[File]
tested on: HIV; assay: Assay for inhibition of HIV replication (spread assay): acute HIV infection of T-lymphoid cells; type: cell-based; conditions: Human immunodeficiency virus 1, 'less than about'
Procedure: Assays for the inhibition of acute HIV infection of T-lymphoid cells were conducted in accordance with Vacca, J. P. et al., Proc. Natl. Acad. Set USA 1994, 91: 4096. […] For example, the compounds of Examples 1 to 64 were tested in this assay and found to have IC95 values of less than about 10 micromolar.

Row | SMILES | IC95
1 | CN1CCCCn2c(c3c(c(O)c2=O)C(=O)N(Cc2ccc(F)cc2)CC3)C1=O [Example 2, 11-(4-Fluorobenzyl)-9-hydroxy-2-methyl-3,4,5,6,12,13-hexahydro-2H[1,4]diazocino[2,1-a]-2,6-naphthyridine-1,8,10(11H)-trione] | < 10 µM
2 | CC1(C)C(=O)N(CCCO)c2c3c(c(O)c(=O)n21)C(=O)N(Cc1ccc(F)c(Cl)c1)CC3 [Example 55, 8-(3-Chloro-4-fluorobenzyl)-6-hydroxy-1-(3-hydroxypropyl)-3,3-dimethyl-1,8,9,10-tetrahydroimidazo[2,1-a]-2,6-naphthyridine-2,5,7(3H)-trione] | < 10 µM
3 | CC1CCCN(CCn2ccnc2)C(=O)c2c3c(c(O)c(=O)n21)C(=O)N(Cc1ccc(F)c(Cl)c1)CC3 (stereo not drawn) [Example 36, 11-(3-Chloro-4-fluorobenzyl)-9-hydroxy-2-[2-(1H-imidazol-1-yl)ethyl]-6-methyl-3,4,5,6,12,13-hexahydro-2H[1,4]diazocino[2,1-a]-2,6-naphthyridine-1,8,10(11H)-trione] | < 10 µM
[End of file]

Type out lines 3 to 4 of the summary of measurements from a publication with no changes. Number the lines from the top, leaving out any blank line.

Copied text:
Row | SMILES | IC95
1 | CN1CCCCn2c(c3c(c(O)c2=O)C(=O)N(Cc2ccc(F)cc2)CC3)C1=O [Example 2, 11-(4-Fluorobenzyl)-9-hydroxy-2-methyl-3,4,5,6,12,13-hexahydro-2H[1,4]diazocino[2,1-a]-2,6-naphthyridine-1,8,10(11H)-trione] | < 10 µM